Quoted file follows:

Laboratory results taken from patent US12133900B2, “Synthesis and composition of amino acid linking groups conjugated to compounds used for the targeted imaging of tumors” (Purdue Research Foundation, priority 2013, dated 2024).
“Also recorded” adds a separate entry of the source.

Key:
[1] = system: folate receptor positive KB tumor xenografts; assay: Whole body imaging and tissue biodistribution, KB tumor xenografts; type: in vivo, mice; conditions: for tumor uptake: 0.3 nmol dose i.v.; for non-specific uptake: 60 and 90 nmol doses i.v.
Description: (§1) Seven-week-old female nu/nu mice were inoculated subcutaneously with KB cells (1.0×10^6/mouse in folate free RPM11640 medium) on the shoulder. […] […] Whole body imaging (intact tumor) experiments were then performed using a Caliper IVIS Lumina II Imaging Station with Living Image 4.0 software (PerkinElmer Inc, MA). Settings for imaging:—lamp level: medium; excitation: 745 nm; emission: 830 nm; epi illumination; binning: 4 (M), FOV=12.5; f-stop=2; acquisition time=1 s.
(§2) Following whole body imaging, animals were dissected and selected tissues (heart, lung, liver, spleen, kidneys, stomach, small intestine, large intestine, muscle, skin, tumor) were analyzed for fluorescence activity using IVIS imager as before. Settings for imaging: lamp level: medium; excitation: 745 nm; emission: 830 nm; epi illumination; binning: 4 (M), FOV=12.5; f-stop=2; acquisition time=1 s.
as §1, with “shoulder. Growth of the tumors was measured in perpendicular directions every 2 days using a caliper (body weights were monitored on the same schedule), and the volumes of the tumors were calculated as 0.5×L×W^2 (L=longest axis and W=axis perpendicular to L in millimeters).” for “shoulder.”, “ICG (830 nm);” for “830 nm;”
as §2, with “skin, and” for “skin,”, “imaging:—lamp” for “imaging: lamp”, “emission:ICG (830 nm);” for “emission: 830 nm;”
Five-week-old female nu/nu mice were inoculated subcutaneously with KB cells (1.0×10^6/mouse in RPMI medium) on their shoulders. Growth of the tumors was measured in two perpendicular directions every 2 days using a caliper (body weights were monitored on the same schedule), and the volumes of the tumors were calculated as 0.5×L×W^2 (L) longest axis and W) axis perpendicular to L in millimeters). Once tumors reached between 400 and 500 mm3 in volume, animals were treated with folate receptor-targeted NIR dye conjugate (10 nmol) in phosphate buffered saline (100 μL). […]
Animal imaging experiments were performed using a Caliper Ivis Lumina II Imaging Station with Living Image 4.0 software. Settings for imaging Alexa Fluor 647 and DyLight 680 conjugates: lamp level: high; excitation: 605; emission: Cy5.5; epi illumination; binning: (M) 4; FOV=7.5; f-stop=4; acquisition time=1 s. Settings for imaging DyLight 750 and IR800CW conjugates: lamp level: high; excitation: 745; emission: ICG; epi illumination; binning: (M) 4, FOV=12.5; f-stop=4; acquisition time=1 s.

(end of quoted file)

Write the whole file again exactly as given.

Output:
Laboratory results taken from patent US12133900B2, “Synthesis and composition of amino acid linking groups conjugated to compounds used for the targeted imaging of tumors” (Purdue Research Foundation, priority 2013, dated 2024).
“Also recorded” adds a separate entry of the source.

Key:
[1] = system: folate receptor positive KB tumor xenografts; assay: Whole body imaging and tissue biodistribution, KB tumor xenografts; type: in vivo, mice; conditions: for tumor uptake: 0.3 nmol dose i.v.; for non-specific uptake: 60 and 90 nmol doses i.v.
Description: (§1) Seven-week-old female nu/nu mice were inoculated subcutaneously with KB cells (1.0×10^6/mouse in folate free RPM11640 medium) on the shoulder. […] […] Whole body imaging (intact tumor) experiments were then performed using a Caliper IVIS Lumina II Imaging Station with Living Image 4.0 software (PerkinElmer Inc, MA). Settings for imaging:—lamp level: medium; excitation: 745 nm; emission: 830 nm; epi illumination; binning: 4 (M), FOV=12.5; f-stop=2; acquisition time=1 s.
(§2) Following whole body imaging, animals were dissected and selected tissues (heart, lung, liver, spleen, kidneys, stomach, small intestine, large intestine, muscle, skin, tumor) were analyzed for fluorescence activity using IVIS imager as before. Settings for imaging: lamp level: medium; excitation: 745 nm; emission: 830 nm; epi illumination; binning: 4 (M), FOV=12.5; f-stop=2; acquisition time=1 s.
as §1, with “shoulder. Growth of the tumors was measured in perpendicular directions every 2 days using a caliper (body weights were monitored on the same schedule), and the volumes of the tumors were calculated as 0.5×L×W^2 (L=longest axis and W=axis perpendicular to L in millimeters).” for “shoulder.”, “ICG (830 nm);” for “830 nm;”
as §2, with “skin, and” for “skin,”, “imaging:—lamp” for “imaging: lamp”, “emission:ICG (830 nm);” for “emission: 830 nm;”
Five-week-old female nu/nu mice were inoculated subcutaneously with KB cells (1.0×10^6/mouse in RPMI medium) on their shoulders. Growth of the tumors was measured in two perpendicular directions every 2 days using a caliper (body weights were monitored on the same schedule), and the volumes of the tumors were calculated as 0.5×L×W^2 (L) longest axis and W) axis perpendicular to L in millimeters). Once tumors reached between 400 and 500 mm3 in volume, animals were treated with folate receptor-targeted NIR dye conjugate (10 nmol) in phosphate buffered saline (100 μL). […]
Animal imaging experiments were performed using a Caliper Ivis Lumina II Imaging Station with Living Image 4.0 software. Settings for imaging Alexa Fluor 647 and DyLight 680 conjugates: lamp level: high; excitation: 605; emission: Cy5.5; epi illumination; binning: (M) 4; FOV=7.5; f-stop=4; acquisition time=1 s. Settings for imaging DyLight 750 and IR800CW conjugates: lamp level: high; excitation: 745; emission: ICG; epi illumination; binning: (M) 4, FOV=12.5; f-stop=4; acquisition time=1 s.